In Case You Didn't Know: Recommendations for Case-Based Ethics Training

In Case You Didn't Know: Recommendations for Case-Based Ethics Training

Zhanna Bagdasarov (California State University – Fresno, USA), Alexandra E. MacDougall (Central Michigan University, USA), James F. Johnson (Air Force Personnel Center, Strategic Research and Assessment Branch, USA) and Michael D. Mumford (University of Oklahoma, USA)
Copyright: © 2015 |Pages: 26
DOI: 10.4018/978-1-4666-7419-6.ch011
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The case-based approach to learning and instruction has been employed across multiple disciplines, including ethics education, and advocated for its effectiveness. Despite the widespread use of cases, there remain questions regarding optimal methods for case construction and presentation in order to facilitate knowledge acquisition, ethical decision making (EDM), and the transfer of learned material. Several empirical studies were conducted over the course of three years (2010-2013) in an attempt to shed some light on these topics. This chapter's purpose is three-fold. First, it provides a brief overview of the literature regarding case development. Second, it describes the new studies in this arena with respect to ethics case construction. Third, the chapter culminates in specific recommendations for case-based ethics training for young scholars and professionals in light of the new evidence.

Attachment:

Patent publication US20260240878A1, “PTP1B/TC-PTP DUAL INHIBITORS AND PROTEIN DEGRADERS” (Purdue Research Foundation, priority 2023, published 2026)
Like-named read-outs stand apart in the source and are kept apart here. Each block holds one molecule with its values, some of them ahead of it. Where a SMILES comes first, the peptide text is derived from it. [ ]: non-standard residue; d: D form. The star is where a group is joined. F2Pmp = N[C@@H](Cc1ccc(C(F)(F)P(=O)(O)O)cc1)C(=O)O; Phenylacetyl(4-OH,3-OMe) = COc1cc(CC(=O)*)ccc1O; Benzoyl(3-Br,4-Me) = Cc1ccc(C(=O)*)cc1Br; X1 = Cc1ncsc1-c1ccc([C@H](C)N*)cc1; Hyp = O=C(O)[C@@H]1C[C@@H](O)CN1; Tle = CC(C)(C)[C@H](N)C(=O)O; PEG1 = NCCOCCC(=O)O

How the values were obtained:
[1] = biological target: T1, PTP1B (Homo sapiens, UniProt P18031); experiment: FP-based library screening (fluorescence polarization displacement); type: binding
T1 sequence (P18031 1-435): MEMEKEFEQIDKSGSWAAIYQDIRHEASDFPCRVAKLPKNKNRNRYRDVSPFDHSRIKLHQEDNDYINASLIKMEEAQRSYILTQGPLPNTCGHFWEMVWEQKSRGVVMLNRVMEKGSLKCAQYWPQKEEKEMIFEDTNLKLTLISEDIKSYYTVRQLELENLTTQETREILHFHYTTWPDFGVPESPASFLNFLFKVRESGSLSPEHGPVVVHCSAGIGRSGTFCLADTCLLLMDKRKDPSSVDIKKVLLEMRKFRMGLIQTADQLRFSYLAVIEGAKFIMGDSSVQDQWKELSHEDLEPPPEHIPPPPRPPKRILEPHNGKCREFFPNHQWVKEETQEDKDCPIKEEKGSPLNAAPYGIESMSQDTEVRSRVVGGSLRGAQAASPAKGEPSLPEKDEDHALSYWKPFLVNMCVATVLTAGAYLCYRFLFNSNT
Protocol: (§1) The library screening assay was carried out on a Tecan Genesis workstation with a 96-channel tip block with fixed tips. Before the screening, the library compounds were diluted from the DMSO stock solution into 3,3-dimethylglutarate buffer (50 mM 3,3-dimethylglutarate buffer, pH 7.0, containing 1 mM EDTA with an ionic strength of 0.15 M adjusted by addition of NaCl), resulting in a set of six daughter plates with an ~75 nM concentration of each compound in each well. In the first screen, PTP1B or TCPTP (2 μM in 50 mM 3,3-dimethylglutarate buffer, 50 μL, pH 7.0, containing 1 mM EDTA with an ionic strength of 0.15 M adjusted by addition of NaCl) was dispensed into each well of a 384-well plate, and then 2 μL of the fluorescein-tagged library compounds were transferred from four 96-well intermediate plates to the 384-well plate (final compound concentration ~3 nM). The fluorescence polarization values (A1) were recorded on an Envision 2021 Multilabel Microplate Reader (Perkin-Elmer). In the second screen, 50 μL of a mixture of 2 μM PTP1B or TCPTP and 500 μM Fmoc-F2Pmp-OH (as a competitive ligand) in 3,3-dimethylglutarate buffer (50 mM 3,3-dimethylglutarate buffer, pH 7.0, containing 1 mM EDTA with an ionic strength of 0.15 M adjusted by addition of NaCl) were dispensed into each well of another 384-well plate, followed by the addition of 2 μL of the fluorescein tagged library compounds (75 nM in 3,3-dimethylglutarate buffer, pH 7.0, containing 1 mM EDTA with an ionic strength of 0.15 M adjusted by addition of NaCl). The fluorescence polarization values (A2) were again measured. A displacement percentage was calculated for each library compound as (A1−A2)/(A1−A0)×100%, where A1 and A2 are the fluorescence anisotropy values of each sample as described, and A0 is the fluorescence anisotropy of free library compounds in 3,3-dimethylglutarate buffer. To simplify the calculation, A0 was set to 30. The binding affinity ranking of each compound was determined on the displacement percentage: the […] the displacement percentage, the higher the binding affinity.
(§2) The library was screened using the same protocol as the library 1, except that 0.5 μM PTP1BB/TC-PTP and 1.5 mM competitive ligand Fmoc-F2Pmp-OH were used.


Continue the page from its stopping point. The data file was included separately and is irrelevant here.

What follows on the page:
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Teaching and training students, as well as professionals, with cases or case studies (i.e., real or fictional narrative descriptions of particular events or problems) is the method behind case-based pedagogy (Aamodt & Plaza, 1994; Kolodner, 1992). Throughout this chapter we will use the terms cases and case studies interchangeably. According to Kolodner, Owensby, and Guzdial (2004), use of case studies helps learners to “interpret, reflect on, and apply experiences – their own or those of someone else – in such a way that valuable learning takes place” (p. 829). It is a method that has long been touted across multiple disciplines as effective for presenting material and facilitating learning, among them medicine (Kim et al., 2006), law (Rippin, Booth, Bowie, & Jordan, 2002; Williams, 1992), social sciences (Mayo, 2002, 2004), nursing and health care (Dowd & Davidhizar, 1999; Mills et al., 2014; Popil, 2011; Thomas, O’Connor, Albert, Boutain, & Brandt, 2001), dental education (McKenzie, 2013), as well as business (Falkenberg & Woiceshyn, 2008; Laditka & Houck, 2006). Case-based learning is regarded as exceptionally useful because it allows an individual to gain knowledge vicariously, thus making it especially valuable for novices in their respective fields (Harkrider et al., 2013a). Case-based reasoning is the underlying mechanism of case-based learning and refers to “reasoning based on remembering previous experiences” (Kolodner, 1992, p. 4). More specifically, individuals apply their experiences (cases) to new situations, which allows them to “suggest solutions to problems, to point out potential problems with a solution being computed, to interpret a new situation and make predictions about what might happen, or to create arguments justifying some conclusion” (Kolodner, 1992, p. 1).

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